“It doesn’t take a rocket scientist to know that when you head into an election without funding for your campaign, when you head into an election without the staff to staff your campaign, when you head into an election without a national campaign manager, when you head into an election being again under the threat of a court process from your party, it’s going to be very hard to convince people to vote for your party,” Paul said.
‘It has been the worst period in my life’
Paul said she had thought of quitting before all the votes had been cast because her time as leader has been such a miserable experience.
“What people need to realize is that when I was elected and put in this role, I was breaking a glass ceiling. What I didn’t realize at the time was that I was breaking a glass ceiling that was going to fall on my head and leave a lot of shards of glass that I was going to have to crawl over throughout my time as a leader,” she said.
“This was not easy. It has been extremely painful. It has been the worst period in my life, in many respects.”
Paul spent nearly all of the recent campaign in the riding of Toronto Centre, where she was running for a third time.
Paul justified the limited itinerary by saying some Green candidates didn’t want her in their ridings during the election. She ultimately finished a disappointing fourth place in her bid to become an MP.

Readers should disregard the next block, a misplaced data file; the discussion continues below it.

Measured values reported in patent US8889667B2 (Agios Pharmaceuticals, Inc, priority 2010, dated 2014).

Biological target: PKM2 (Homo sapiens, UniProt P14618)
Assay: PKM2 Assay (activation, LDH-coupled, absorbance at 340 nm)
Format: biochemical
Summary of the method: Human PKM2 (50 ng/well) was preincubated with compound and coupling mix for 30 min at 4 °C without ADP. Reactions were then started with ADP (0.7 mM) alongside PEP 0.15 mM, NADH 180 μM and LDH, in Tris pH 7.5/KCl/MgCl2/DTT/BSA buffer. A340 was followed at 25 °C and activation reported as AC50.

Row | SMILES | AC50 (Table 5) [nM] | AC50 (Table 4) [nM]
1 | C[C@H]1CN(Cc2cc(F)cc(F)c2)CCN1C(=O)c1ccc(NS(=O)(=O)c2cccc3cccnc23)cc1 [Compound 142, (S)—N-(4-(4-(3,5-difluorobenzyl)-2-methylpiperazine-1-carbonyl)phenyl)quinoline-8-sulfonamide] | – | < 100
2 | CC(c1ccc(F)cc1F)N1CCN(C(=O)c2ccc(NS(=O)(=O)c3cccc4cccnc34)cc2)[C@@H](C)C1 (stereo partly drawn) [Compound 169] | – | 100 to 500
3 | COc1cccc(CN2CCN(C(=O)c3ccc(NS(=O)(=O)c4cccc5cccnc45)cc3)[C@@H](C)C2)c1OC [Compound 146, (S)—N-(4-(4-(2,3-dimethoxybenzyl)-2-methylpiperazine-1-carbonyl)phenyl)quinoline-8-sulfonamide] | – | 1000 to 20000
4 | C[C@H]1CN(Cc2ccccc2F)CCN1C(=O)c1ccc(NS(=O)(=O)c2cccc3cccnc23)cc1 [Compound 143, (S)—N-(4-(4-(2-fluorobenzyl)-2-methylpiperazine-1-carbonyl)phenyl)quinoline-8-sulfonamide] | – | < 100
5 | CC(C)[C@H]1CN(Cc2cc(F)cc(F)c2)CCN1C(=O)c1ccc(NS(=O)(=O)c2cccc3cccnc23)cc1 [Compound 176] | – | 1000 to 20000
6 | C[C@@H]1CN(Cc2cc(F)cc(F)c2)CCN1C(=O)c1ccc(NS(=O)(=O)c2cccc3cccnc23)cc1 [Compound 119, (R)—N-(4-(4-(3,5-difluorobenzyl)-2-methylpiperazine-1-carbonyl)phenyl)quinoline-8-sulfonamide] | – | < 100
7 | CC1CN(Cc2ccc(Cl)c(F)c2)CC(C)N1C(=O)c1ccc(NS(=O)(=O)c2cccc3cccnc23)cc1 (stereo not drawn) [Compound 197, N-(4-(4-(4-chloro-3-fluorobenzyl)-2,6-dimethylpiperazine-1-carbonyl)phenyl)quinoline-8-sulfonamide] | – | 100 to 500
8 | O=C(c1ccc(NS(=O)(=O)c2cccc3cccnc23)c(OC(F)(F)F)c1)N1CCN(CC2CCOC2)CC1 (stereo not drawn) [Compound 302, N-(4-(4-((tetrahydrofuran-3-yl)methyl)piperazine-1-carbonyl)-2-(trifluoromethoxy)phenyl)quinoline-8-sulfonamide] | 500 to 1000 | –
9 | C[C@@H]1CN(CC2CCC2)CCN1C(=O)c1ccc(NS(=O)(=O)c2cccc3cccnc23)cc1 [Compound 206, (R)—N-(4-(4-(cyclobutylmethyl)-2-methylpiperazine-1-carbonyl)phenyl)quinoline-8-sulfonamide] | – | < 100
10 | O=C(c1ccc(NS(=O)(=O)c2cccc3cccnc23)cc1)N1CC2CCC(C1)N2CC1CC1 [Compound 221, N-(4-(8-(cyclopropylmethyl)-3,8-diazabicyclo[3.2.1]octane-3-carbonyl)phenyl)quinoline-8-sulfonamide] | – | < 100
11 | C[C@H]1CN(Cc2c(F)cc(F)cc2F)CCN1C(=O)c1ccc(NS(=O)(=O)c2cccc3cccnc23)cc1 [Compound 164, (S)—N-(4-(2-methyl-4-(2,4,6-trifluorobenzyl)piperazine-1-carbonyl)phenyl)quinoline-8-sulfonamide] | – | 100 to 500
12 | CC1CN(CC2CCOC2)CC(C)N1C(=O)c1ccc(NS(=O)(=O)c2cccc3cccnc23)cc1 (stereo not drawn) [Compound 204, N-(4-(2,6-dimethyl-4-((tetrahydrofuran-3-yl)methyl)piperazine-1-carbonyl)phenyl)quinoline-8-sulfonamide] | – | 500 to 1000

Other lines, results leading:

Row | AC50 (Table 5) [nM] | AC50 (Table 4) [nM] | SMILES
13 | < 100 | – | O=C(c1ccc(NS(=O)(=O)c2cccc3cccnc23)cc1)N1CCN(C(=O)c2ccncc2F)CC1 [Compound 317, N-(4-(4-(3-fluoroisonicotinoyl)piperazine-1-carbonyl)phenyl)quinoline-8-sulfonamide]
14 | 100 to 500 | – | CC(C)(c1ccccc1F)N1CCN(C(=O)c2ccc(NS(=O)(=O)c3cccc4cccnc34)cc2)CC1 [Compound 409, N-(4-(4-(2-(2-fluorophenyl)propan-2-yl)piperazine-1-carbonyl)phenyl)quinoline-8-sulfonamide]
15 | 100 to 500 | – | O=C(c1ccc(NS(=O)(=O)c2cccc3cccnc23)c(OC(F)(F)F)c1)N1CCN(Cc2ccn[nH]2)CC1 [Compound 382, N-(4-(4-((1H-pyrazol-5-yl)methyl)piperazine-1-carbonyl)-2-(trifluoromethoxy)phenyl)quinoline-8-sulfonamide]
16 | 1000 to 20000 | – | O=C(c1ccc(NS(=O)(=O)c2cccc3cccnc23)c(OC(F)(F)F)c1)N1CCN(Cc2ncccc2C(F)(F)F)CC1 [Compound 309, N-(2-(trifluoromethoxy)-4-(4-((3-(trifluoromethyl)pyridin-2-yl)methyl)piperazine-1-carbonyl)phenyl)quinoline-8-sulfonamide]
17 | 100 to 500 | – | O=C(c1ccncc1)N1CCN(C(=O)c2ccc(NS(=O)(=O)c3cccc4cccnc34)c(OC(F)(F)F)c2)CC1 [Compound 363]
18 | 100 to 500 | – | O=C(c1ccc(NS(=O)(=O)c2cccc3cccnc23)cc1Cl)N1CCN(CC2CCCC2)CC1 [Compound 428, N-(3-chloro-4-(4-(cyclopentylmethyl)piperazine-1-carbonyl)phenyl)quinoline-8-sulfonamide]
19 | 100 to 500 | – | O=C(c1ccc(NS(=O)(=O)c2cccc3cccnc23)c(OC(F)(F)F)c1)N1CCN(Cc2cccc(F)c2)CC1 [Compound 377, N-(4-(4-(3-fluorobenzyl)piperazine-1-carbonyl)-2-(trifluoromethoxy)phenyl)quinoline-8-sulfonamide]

Under Paul’s leadership, the party’s vote dropped from a high-water mark of 1.1 million votes and 6.5 per cent of the national vote in 2019 to less than 400,000 votes and 2.3 per cent of the vote share in the most recent contest.
‘Set up for failure’
In an interview with CBC News, Victoria Galea, Paul’s executive assistant, said the leader was “absolutely pummeled” by the national council and other party brass during her time at the top.
“She was not set up for success in this election. She was absolutely set up for failure,” she said, adding that Paul was “not given a single penny for the Toronto Centre campaign, which is wildly unprecedented.”
Galea said some of the party’s national council members are holdovers from May’s time at the helm — and they’re still loyal to the former leader.
“Every previous leader has a responsibility to a new leader, to allow them to grow in their new roles and allow them to have a smooth transition,” she said, adding May bears some responsibility for the internal disputes.
“Every single day the party has set her up for failure, and that includes the former leader of the party.”
Lori Turnbull is an associate professor of political science and the director of the School of Public Administration at Dalhousie University. She said it was always going to be difficult for May’s successor to put her stamp on a party still so closely tied to the woman who led it for more than 13 years.
“For so long, it was really Elizabeth May’s party and her brand was the party. People built trust in it largely because of how she performed. She was the face of the thing,” Turnbull told CBC News.
“They’re a small party. It’s really difficult to try and manage a transition when you don’t have the machinery, the institutional memory, the money and all the rest of it.”
As for who the Greens should pick as their next leader, Turnbull said it would be good idea to pick someone who has a seat in the Commons. While the party under-performed nationally, Green candidate Mike Morrice won his race in the Ontario riding of Kitchener Centre.
“There is some forward momentum to build on,” Turnbull said.